Why you should care
Because never turn your back on New York City politics. Even in the park.
As urban planning goes, the urban plan for New York — a city so friggin’ city that you can’t keep its spaces and places straight without a scorecard — for decades seemed to be all about letting sleeping dogs lie. Until suddenly it wasn’t anymore and vast emptied expanses of its real estate became places to dump soil from various construction projects. And beyond that? Turning those soil-strewn lots into lots of places that folks might want to go.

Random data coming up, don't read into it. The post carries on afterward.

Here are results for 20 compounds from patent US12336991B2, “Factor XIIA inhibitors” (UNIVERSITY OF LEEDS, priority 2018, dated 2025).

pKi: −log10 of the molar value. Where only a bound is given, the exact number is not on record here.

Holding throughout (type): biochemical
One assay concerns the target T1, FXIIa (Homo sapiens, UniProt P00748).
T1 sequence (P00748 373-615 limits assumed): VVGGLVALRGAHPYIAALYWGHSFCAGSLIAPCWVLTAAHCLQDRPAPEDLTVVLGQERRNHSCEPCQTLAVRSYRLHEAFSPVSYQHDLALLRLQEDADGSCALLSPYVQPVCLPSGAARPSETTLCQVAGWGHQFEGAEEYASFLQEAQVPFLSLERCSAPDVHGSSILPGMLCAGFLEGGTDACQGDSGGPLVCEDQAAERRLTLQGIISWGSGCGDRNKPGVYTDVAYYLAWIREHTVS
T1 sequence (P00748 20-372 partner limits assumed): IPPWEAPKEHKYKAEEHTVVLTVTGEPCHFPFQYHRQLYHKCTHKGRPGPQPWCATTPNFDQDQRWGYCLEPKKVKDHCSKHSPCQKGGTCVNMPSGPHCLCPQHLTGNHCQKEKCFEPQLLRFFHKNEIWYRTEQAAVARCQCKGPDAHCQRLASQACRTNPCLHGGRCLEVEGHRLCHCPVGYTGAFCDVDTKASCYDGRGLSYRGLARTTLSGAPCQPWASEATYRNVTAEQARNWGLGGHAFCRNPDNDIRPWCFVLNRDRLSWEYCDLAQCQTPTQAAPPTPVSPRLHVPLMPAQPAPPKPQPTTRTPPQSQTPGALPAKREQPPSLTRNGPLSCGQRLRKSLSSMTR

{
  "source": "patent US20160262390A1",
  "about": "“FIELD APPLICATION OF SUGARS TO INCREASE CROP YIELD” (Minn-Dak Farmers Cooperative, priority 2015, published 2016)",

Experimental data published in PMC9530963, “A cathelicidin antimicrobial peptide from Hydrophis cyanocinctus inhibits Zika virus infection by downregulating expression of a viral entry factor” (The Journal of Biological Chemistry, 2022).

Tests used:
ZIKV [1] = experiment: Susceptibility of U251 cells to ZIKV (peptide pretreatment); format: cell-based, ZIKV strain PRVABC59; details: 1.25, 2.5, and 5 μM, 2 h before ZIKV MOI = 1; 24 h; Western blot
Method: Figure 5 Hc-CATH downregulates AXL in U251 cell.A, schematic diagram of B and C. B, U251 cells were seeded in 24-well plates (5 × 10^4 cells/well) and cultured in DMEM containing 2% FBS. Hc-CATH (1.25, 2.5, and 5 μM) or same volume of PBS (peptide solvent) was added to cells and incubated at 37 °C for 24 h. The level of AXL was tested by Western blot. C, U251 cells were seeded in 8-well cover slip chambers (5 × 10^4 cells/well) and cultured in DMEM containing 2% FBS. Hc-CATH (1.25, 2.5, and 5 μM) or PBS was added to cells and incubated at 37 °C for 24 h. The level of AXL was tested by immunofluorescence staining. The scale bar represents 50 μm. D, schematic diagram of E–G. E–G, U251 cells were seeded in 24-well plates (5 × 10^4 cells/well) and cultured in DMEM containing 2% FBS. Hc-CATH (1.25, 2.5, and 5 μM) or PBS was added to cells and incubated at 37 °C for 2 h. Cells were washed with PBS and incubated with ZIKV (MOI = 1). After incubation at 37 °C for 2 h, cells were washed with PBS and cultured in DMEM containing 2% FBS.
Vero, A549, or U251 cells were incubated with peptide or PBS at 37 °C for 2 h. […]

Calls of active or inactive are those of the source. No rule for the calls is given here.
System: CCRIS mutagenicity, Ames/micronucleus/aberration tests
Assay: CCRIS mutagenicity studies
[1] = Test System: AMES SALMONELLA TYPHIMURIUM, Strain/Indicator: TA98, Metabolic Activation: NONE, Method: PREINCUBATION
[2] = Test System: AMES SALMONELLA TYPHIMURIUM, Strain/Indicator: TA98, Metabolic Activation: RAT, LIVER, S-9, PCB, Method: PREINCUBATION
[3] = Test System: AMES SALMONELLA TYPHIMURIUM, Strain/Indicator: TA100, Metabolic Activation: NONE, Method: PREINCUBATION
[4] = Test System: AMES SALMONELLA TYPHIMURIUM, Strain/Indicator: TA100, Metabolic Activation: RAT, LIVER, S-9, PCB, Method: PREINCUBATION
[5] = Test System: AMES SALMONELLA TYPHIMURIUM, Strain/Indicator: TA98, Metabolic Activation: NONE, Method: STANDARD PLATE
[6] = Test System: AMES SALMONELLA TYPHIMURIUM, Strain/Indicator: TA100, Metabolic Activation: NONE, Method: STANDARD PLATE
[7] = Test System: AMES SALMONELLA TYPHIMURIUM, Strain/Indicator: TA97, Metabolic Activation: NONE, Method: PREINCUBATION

So from Battery Park City to Brooklyn Bridge Park and East River State Park there now exist great urban oases with ballfields, volleyball courts, open spaces and something else, pretty quickly afterward: places where humble, common people — people like Leonardo DiCaprio and Tyra Banks — can make their homes.
Can you say Trojan Horse? I knew you could.
Parks: “Free” “public spaces” “open” to “everyone”? Suuurreeee …